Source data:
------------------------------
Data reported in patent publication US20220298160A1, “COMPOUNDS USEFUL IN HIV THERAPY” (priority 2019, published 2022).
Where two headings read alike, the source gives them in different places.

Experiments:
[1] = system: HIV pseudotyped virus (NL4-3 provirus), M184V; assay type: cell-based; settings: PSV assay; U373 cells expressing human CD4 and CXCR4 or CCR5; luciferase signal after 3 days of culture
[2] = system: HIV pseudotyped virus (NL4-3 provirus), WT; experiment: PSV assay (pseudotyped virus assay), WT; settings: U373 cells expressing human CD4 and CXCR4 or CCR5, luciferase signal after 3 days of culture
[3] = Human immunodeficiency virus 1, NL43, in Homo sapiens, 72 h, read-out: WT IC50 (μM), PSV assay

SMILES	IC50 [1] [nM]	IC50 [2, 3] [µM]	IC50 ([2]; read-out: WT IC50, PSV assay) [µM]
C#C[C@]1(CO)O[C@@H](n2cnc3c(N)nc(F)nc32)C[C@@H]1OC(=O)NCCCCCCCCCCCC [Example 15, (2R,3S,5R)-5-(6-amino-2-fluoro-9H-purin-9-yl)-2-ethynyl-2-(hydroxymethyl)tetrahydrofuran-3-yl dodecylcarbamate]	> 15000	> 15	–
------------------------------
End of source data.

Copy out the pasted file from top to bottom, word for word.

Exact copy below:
Data reported in patent publication US20220298160A1, “COMPOUNDS USEFUL IN HIV THERAPY” (priority 2019, published 2022).
Where two headings read alike, the source gives them in different places.

Experiments:
[1] = system: HIV pseudotyped virus (NL4-3 provirus), M184V; assay type: cell-based; settings: PSV assay; U373 cells expressing human CD4 and CXCR4 or CCR5; luciferase signal after 3 days of culture
[2] = system: HIV pseudotyped virus (NL4-3 provirus), WT; experiment: PSV assay (pseudotyped virus assay), WT; settings: U373 cells expressing human CD4 and CXCR4 or CCR5, luciferase signal after 3 days of culture
[3] = Human immunodeficiency virus 1, NL43, in Homo sapiens, 72 h, read-out: WT IC50 (μM), PSV assay

SMILES	IC50 [1] [nM]	IC50 [2, 3] [µM]	IC50 ([2]; read-out: WT IC50, PSV assay) [µM]
C#C[C@]1(CO)O[C@@H](n2cnc3c(N)nc(F)nc32)C[C@@H]1OC(=O)NCCCCCCCCCCCC [Example 15, (2R,3S,5R)-5-(6-amino-2-fluoro-9H-purin-9-yl)-2-ethynyl-2-(hydroxymethyl)tetrahydrofuran-3-yl dodecylcarbamate]	> 15000	> 15	–